The multiple-strand processing systems of the eye allows the human brain to “visualize” what a camera cannot.

Cameras and vision have complementary features.
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Re: seeing is to believe [#permalink] New post 18 Dec 2010, 16:20
+1 B

Tough one. Many words :?
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Re: seeing is to believe [#permalink] New post 19 Dec 2010, 03:15
How is B the correct answer ?

Excerpt from the passage:

As more is known of how the eye processes the massive amount of information that it typically takes in, we may even be able to duplicate the experience of sight in ways that are superior to film, television, and photography in the near future.

If we MAY be able to , how can B which states No video system or computerized camera currently available can match the ability of the human visual system to make sense of an infinite variety of images be correct?

if anything, the passage hints that currently, film is superior to vision and in the future, with the current breakthroughs regarding the complexity of vision, that vision MAY be able to surpass the experience of sight that is generated by cameras.
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Re: Seeing is much more complicated than most people realize. In [#permalink] New post 09 Mar 2012, 15:35
Why is D wrong

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Re: Seeing is much more complicated than most people realize. In [#permalink] New post 29 Mar 2015, 06:02
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Re: Seeing is much more complicated than most people realize. In [#permalink] New post 29 Mar 2015, 09:25
Can someone please explain why D is wrong?
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Seeing is much more complicated than most people realize. In [#permalink] New post 11 May 2015, 22:35
raviram80 wrote:
Why is D wrong

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Hi,

Option D does not mention anything about if the camera it refers to is from the present or the future.

Option B rightly suggests that "no camera currently available is comparable "which matches with the conclusion " we may..in future"

Hope this helps. :-D

Regards,
Dom.
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Re: Seeing is much more complicated than most people realize. In [#permalink] New post 20 May 2015, 17:40
Quote:
The statements above, if true, most strongly support which of the following?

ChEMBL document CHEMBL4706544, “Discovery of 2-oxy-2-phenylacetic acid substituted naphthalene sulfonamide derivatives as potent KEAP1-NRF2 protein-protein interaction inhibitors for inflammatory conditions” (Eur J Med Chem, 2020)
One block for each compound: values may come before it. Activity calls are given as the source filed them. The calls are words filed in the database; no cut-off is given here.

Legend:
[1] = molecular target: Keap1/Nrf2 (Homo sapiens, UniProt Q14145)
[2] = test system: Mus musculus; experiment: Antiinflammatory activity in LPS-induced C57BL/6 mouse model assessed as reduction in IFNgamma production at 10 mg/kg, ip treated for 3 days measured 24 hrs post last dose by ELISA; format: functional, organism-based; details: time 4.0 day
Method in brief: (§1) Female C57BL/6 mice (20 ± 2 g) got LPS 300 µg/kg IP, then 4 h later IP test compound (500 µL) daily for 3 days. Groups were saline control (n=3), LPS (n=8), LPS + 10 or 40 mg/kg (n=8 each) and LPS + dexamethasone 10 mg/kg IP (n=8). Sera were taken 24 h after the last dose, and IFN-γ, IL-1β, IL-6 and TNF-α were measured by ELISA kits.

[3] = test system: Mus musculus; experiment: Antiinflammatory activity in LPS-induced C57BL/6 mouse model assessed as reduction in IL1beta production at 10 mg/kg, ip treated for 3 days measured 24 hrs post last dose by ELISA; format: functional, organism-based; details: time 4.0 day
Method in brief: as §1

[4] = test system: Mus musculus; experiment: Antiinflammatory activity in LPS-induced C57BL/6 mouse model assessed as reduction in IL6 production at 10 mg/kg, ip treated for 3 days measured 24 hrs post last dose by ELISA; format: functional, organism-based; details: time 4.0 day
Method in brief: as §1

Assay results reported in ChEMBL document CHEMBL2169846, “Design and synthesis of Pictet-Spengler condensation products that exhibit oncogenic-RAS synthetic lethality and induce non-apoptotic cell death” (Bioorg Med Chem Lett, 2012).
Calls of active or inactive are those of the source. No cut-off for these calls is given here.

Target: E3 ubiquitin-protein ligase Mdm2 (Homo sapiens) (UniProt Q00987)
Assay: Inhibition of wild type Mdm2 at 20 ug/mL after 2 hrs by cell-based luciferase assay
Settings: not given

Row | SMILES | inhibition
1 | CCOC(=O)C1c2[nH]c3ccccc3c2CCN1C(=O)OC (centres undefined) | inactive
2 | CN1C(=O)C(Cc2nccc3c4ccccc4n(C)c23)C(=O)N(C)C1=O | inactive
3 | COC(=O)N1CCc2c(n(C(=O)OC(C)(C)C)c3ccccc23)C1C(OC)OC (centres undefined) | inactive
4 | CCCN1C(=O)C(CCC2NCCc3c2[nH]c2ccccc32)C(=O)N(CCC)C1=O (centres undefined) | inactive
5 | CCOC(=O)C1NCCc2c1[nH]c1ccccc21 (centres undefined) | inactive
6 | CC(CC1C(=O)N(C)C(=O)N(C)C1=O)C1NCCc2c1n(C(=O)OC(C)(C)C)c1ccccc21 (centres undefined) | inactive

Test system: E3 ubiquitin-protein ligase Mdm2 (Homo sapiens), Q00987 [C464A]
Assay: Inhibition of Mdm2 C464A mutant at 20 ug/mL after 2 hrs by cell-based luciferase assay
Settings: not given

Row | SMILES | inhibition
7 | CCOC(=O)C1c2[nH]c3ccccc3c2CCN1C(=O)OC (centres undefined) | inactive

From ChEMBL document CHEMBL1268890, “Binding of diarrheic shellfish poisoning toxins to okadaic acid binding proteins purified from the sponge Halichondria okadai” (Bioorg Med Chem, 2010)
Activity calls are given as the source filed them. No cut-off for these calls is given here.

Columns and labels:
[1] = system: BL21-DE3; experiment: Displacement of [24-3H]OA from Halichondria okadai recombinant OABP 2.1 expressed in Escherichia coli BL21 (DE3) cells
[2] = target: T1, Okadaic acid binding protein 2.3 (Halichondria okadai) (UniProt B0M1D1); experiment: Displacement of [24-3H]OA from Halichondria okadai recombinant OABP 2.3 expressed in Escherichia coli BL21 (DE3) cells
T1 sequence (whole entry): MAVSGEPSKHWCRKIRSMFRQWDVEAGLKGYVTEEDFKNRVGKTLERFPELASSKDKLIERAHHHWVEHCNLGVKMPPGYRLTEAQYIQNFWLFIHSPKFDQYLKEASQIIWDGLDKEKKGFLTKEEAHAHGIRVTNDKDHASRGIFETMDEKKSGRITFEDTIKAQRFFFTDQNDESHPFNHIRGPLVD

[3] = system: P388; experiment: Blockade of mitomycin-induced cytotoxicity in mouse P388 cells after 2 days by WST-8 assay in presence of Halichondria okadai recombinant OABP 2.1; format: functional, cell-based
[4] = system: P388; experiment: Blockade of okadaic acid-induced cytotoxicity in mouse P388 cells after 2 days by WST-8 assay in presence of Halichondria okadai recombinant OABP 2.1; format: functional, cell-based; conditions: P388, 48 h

First I think that this question is a INFERENCE/CONCLUSION type of a question. WHy? because it says the statements above, IF TRUE( the statements above) which means that the statements above are used to support WHICH OF TEH FOLLOWING ( the conclusions below) we need to take the statement above as true and to infere what they support.

So this I wont consider as strengthen question but as a inference.

On that line I Think that the correct answer should be something between B and D but both are not complete statements to support the statements. there is issue with MAY, CAN, CANONT...
What si the source of this question?
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Re: Seeing is much more complicated than most people realize. In [#permalink] New post 20 May 2015, 23:44
Conclusion question

Two key statements to keep an eye on are:
1) In this age of video, films, and television it is tempting to think of vision as just another way to make a picture
This statement actually tells that current tech we tend to undermine the capability of human vision system. the line next to it supports this claim.

2) As more is known of how the eye processes the massive amount of information that it typically takes in, we may even be able to duplicate the experience of sight in ways that are superior to film, television, and photography in the near future.
This statement says that there is still scope for improvement in tech to come somewhat closer to actual mechanism of how our eyes operate. And that this improved tech will be superior than the current tech available for producing vision such as TV, Films etc.

These two statement lead to the conclusion that
No video system or computerized camera currently available can match the ability of the human visual system to make sense of an infinite variety of images.


NOTE: this is the best option available out of all AC's.

(D) The multiple-strand processing systems of the eye allows the human brain to “visualize” what a camera cannot
The argument never compares what camera can do and can't do. It only compares that current tech is somewhat inferior w.r.t capabilities of human eye. It never says that a CAMERA can't visualize what an human eye does. This is validated by the fact that current tech is being used to replicate human vision, but is still far away from the true capabilities of human eye.
Re: Seeing is much more complicated than most people realize. In   [#permalink] 20 May 2015, 23:44